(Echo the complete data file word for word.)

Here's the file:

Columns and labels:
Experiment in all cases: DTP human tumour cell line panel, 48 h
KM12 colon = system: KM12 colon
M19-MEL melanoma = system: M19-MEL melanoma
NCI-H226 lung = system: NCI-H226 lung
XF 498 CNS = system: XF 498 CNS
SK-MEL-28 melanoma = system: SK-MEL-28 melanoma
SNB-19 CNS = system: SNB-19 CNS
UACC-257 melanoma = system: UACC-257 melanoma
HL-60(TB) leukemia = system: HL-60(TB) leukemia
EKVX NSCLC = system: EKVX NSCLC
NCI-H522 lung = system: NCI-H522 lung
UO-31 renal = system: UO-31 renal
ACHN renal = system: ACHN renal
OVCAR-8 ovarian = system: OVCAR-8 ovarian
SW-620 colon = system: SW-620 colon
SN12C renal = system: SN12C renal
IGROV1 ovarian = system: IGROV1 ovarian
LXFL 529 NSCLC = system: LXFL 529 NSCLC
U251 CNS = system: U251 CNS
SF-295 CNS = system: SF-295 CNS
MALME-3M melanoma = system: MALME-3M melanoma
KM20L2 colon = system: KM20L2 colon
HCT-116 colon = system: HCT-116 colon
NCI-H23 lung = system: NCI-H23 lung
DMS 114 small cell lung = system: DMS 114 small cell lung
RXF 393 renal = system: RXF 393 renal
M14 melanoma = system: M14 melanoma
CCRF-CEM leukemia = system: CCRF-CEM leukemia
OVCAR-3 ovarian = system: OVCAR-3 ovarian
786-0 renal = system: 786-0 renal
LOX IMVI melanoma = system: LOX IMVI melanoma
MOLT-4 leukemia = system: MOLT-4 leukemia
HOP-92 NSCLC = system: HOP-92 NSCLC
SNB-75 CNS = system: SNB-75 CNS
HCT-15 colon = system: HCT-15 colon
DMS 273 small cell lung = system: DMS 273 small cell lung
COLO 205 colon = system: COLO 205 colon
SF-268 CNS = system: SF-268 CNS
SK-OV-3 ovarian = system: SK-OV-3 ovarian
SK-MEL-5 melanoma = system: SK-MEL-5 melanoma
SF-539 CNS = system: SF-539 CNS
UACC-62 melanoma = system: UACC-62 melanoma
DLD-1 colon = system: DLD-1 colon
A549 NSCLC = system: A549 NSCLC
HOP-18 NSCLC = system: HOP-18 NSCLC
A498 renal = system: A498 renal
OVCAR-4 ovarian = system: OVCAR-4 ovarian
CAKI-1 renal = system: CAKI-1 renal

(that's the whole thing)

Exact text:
Columns and labels:
Experiment in all cases: DTP human tumour cell line panel, 48 h
KM12 colon = system: KM12 colon
M19-MEL melanoma = system: M19-MEL melanoma
NCI-H226 lung = system: NCI-H226 lung
XF 498 CNS = system: XF 498 CNS
SK-MEL-28 melanoma = system: SK-MEL-28 melanoma
SNB-19 CNS = system: SNB-19 CNS
UACC-257 melanoma = system: UACC-257 melanoma
HL-60(TB) leukemia = system: HL-60(TB) leukemia
EKVX NSCLC = system: EKVX NSCLC
NCI-H522 lung = system: NCI-H522 lung
UO-31 renal = system: UO-31 renal
ACHN renal = system: ACHN renal
OVCAR-8 ovarian = system: OVCAR-8 ovarian
SW-620 colon = system: SW-620 colon
SN12C renal = system: SN12C renal
IGROV1 ovarian = system: IGROV1 ovarian
LXFL 529 NSCLC = system: LXFL 529 NSCLC
U251 CNS = system: U251 CNS
SF-295 CNS = system: SF-295 CNS
MALME-3M melanoma = system: MALME-3M melanoma
KM20L2 colon = system: KM20L2 colon
HCT-116 colon = system: HCT-116 colon
NCI-H23 lung = system: NCI-H23 lung
DMS 114 small cell lung = system: DMS 114 small cell lung
RXF 393 renal = system: RXF 393 renal
M14 melanoma = system: M14 melanoma
CCRF-CEM leukemia = system: CCRF-CEM leukemia
OVCAR-3 ovarian = system: OVCAR-3 ovarian
786-0 renal = system: 786-0 renal
LOX IMVI melanoma = system: LOX IMVI melanoma
MOLT-4 leukemia = system: MOLT-4 leukemia
HOP-92 NSCLC = system: HOP-92 NSCLC
SNB-75 CNS = system: SNB-75 CNS
HCT-15 colon = system: HCT-15 colon
DMS 273 small cell lung = system: DMS 273 small cell lung
COLO 205 colon = system: COLO 205 colon
SF-268 CNS = system: SF-268 CNS
SK-OV-3 ovarian = system: SK-OV-3 ovarian
SK-MEL-5 melanoma = system: SK-MEL-5 melanoma
SF-539 CNS = system: SF-539 CNS
UACC-62 melanoma = system: UACC-62 melanoma
DLD-1 colon = system: DLD-1 colon
A549 NSCLC = system: A549 NSCLC
HOP-18 NSCLC = system: HOP-18 NSCLC
A498 renal = system: A498 renal
OVCAR-4 ovarian = system: OVCAR-4 ovarian
CAKI-1 renal = system: CAKI-1 renal